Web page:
“There’s weather updates above the binder,” she added.
I smiled and thanked her.
I flipped open the book and filled in my information beneath the gloriously encouraging notice that “Registration records are only used to find missing climbers in case of emergency”.
“Where you headed?” the lady behind the counter asked.
“The summit,” I said, then added “Lord, willing.”
Her eyes widened a bit. “Weather can be bad up there,” she said.
I nodded politely. “Worst weather in the world. I bet it can.”
She didn’t say anything, just looked at me in a rather uncomfortable fashion.
“Not supposed to be too bad today though,” I said, more to myself than her.
“Are you going alone?”
“I hope you know what you’re doing,” she said.
I smiled and tipped my hat to her on my way out (quirk of the day). “Course, I do, ma’am. Have a good one!” And with that I proceeded to walk out the door, change into my climbing clothes, throw on my pack, take off down the trail and within thirty minutes find myself muttering incoherently shortly before encountering Jim and Deb. The irony was simply cruel.
The problem was that I knew what trail I was supposed to be on, but there were several smaller trails that kept branching off of mine, and they didn’t appear to be marked on the map. I stopped at one point and doubled back, a frustrating experiencing after gaining altitude, only to find that one of these offshoots was, in fact, a deer trail and a dead end.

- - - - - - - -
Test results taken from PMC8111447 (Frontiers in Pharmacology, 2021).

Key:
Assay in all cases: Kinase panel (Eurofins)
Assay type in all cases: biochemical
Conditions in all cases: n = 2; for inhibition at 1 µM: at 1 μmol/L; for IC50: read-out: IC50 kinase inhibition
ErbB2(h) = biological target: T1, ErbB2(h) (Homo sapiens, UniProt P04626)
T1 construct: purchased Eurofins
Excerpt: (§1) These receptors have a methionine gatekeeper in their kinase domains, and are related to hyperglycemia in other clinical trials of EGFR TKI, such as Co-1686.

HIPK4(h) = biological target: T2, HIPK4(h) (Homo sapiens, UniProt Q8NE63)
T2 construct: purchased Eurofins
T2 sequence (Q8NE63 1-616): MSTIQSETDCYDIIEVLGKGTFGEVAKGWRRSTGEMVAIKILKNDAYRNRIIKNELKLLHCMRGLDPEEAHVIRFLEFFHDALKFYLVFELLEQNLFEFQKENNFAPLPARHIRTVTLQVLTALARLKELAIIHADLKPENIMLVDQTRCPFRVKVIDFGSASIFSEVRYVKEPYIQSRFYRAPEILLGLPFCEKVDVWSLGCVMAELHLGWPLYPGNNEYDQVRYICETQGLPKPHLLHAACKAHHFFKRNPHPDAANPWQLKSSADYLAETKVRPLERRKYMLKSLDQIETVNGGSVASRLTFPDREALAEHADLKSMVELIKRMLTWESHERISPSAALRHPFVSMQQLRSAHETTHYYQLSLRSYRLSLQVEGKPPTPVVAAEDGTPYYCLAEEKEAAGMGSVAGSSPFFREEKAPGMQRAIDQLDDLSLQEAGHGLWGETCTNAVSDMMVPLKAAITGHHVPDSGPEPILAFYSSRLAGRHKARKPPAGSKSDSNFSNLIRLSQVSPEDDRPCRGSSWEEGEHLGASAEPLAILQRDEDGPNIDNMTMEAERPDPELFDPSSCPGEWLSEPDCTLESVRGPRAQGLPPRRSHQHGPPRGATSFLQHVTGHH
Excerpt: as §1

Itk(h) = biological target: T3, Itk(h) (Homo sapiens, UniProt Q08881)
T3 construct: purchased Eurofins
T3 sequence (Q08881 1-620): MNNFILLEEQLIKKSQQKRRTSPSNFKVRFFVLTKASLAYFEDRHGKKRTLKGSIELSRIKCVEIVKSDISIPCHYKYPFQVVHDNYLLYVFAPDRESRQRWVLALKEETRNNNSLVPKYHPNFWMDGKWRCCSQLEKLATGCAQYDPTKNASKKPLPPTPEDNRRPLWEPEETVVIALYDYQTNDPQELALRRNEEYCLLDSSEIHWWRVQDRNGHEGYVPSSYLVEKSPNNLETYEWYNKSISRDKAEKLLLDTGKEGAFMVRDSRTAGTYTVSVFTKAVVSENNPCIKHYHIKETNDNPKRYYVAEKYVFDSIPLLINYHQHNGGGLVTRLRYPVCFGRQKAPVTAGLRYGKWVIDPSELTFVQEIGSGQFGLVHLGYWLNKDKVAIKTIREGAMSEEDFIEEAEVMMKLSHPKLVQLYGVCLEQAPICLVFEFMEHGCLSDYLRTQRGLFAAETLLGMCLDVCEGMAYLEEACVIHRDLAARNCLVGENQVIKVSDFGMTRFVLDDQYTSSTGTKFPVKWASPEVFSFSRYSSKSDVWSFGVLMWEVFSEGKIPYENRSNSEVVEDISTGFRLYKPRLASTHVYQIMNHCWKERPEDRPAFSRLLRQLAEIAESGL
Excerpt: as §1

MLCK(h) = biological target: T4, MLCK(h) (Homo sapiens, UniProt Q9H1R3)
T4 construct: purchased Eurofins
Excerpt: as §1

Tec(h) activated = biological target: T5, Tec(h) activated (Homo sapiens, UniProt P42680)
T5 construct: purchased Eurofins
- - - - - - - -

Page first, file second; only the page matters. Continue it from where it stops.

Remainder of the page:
To make matters worse, the path was slightly snowed over with a thick layer of ice underneath. This made things complicated, because there wasn’t enough of a snowpack or ice to utilize crampons, but the footing was terrible. I found myself picking my way among the rocky path frequently slipping on an icy patch, nearly doing the splits, or perhaps plopping onto my butt in a fashion slightly less eloquent than Charlie Brown after kicking a football. It was all rather frustrating for me and rather comical for anyone who had taken it upon themselves to hide in the woods in hopes of someone like me coming along.
After a prolonged series of “where the @#$% am I?” and “Oh no no no!” PLOP! I remained sitting down and took the map out of my pack. I knew I was somewhere on the Tuckerman Ravine Trail and somewhere near the Boott Spur junction. The problem was, I wasn’t quite sure where the junction was or if I had already passed it. Should I happen to go the wrong direction at the junction, I could quickly find myself a good mile out of my way and headed towards a different peak altogether.
I studied my map, looked up at the trail, and studied my map some more. I was glad I was the only one around to witness my plunge into incompetency and it certainly did cross my mind that if I was having this much trouble on a trail fit for poodles, how would I fare on an exposed, apocalyptically weathered summit? I pushed these musings from my mind as I shoved the map back in my pack. The topography on the map indicated that my desired route should feature a short dip in elevation followed by a steady increase. If I were heading the right way, I would know soon.